The Diver’s Clothes Lie Empty

by Vendela Vida

The Diver's Clothes Lie Empty CoverI hate talking about books I didn’t like, especially those that thoroughly disappointed me, like The Diver’s Clothes Lie Empty. It’s a difficult task to express such a thing effectively without being mean or, at least, discouraging, while remaining honest. It’s not even that this was necessarily the worst of the worst that I’ve read, but my expectations were held high wandering into this story, and it most definitely failed to meet them. I mean, the book sounded interesting and the reviews I read ahead of time were glowing. I then heard that Vida wrote with the uncommon second-person narrative, which I’ve only experienced in Bright Lights, Big City, a book that I loved; I felt that, perhaps, this one could be just as wonderful, because writing in such an unusual way comes across as a gimmick if the author doesn’t have an exceptional reason to do so and if it’s used to prop anything less than a strong plot. We can muse on Vida’s reasons for writing this way, but her story at least failed to impress me.

The Diver’s Clothes Lie Empty starts off with “you” travelling to Morocco, where her belongings––including her money, credit card, and passport––are stolen. In trying to recover them, she is given the belongings of another woman, and decides to take on her identity. She ends up getting spotted by a film crew and offered a job as the famous American actress lead’s body double, and, I suppose, starts getting in over her head as she keeps lying about who she is. The story, at its heart, appears to be about coming to terms with terrible things from “your” past. We, unfortunately, get thrown into things too quickly, not getting a good idea about who “you” is when the story starts, and, as a result, I found it hard to care about her. “You” also didn’t make decisions in any relatable way. You may be able to blame this on my unfamiliarity with her situation, but compare this to a novel like Birdie, where the author made me understand; failing to do so highlights a failure of storytelling. As well, the book was written very matter-of-factly, without much visual flair to the descriptions. People have said that the second-person style makes this hard to read, but I’d attribute it more to the dullness of the prose. (Of course, as “your” past becomes apparent, when “you” becomes an emotional wreck while praying in a mosque was probably my favourite moment in the book due to the richness of the description, but this proves to be the exception rather than the rule.)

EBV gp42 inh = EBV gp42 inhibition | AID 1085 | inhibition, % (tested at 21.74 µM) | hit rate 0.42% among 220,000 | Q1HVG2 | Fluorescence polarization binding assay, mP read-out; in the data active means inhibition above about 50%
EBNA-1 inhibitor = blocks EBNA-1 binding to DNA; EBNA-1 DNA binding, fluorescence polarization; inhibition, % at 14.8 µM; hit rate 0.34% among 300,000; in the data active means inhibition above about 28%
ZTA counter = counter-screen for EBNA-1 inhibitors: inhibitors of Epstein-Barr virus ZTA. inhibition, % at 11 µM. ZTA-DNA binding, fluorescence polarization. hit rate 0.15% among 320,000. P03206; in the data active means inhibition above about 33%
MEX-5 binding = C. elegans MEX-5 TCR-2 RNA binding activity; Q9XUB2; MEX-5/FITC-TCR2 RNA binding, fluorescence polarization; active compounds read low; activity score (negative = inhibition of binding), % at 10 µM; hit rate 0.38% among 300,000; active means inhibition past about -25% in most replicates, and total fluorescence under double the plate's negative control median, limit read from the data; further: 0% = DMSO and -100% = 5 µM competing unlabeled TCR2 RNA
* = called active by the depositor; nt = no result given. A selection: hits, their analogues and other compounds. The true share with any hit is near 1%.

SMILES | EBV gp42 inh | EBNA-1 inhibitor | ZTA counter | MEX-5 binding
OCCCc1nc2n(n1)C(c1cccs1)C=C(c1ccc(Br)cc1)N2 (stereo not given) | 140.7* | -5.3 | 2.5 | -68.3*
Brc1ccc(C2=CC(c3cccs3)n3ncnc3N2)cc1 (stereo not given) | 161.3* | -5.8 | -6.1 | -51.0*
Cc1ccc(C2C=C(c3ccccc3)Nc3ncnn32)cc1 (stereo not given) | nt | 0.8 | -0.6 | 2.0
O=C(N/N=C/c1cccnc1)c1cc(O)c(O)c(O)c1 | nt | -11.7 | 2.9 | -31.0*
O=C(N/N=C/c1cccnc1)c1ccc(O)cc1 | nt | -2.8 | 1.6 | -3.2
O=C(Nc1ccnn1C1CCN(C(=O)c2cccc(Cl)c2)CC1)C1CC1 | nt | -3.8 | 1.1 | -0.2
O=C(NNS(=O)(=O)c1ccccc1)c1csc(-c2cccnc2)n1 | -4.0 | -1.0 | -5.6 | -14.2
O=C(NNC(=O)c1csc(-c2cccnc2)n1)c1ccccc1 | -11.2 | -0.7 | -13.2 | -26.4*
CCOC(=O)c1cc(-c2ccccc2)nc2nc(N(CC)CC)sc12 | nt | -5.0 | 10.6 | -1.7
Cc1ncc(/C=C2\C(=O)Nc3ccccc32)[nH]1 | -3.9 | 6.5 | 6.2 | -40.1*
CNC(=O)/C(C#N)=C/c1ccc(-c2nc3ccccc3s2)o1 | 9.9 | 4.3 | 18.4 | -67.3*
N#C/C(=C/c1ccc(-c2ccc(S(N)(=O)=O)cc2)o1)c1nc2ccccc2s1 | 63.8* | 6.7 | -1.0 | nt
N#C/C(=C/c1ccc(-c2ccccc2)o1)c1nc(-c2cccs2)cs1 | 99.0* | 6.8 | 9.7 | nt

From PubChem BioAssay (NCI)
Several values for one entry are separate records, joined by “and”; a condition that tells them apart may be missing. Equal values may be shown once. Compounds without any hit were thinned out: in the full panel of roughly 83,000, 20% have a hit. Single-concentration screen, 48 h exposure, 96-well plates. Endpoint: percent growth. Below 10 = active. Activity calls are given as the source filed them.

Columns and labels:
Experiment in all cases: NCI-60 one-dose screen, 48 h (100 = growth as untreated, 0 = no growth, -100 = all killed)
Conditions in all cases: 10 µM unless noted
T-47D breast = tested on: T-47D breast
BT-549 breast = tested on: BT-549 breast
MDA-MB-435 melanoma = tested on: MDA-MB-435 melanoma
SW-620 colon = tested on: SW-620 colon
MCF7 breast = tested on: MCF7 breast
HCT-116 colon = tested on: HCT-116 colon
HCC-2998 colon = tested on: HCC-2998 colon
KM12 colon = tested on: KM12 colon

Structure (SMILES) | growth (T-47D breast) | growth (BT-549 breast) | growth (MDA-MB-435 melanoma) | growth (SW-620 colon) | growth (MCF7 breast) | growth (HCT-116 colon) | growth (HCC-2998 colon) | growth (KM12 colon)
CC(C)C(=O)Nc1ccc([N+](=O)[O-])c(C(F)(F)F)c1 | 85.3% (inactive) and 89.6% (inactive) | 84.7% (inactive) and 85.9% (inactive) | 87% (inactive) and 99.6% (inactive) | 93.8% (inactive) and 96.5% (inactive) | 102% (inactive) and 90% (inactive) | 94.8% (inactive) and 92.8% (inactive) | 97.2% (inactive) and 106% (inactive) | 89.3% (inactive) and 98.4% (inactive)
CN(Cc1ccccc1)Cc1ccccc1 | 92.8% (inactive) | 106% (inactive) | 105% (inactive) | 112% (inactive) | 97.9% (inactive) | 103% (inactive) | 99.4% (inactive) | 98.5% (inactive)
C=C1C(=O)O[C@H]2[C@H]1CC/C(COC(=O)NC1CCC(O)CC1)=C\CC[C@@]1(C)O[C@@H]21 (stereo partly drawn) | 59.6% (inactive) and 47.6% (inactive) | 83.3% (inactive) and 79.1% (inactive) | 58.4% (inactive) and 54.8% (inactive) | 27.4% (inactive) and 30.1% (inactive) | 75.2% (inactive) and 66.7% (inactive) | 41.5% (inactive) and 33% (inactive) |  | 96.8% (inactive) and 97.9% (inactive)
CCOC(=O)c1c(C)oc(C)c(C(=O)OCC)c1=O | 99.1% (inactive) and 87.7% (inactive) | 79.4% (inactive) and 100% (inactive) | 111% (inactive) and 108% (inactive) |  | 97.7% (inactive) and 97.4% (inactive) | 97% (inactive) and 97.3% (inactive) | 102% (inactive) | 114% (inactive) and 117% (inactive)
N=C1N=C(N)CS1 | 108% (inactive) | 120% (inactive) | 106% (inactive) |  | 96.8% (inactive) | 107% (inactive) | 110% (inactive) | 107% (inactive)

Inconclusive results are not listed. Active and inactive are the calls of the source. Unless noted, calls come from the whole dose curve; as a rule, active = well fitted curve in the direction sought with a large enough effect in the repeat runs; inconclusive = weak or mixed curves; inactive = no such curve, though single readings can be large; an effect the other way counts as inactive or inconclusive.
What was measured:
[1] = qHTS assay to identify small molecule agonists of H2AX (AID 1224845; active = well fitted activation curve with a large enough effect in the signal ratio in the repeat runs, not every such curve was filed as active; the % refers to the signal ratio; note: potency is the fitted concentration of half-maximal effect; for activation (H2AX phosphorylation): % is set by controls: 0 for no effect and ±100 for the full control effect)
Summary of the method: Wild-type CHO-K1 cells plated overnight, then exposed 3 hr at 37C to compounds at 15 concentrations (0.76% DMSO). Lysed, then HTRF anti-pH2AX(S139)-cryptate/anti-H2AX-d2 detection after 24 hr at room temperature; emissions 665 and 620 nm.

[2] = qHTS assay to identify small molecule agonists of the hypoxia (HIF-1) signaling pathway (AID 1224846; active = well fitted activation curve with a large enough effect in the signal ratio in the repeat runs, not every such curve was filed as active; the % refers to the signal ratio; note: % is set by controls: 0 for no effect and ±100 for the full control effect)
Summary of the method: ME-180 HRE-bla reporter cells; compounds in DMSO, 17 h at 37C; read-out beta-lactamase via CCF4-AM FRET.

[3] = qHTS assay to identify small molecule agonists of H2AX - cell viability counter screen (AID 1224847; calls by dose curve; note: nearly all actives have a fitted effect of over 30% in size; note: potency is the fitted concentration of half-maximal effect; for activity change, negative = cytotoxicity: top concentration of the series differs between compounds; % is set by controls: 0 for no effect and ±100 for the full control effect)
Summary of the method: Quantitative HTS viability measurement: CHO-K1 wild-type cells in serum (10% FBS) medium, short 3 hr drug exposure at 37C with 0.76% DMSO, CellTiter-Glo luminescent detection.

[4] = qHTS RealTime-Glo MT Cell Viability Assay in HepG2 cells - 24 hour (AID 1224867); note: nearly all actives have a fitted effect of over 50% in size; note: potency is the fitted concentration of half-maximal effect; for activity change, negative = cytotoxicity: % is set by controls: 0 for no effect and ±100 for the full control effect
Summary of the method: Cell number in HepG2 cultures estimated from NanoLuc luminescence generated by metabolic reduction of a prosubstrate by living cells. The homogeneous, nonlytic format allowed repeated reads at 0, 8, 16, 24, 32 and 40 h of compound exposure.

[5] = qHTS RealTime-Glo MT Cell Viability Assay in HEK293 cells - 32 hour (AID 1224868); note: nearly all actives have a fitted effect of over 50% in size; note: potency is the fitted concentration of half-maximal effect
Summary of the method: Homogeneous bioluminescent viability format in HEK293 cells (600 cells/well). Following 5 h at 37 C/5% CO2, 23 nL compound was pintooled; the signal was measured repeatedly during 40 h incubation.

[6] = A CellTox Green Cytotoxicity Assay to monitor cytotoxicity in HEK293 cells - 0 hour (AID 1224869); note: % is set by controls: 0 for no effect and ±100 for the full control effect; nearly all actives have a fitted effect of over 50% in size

For a book whose synopsis on Goodreads boasts to be “a riveting, entrancing novel that explores freedom, power and the mutability of identity,” I think I can safely say that The Diver’s Clothes Lie Empty is nothing of the sort. As such, I think I can just as safely escape this review without offering it as a recommendation.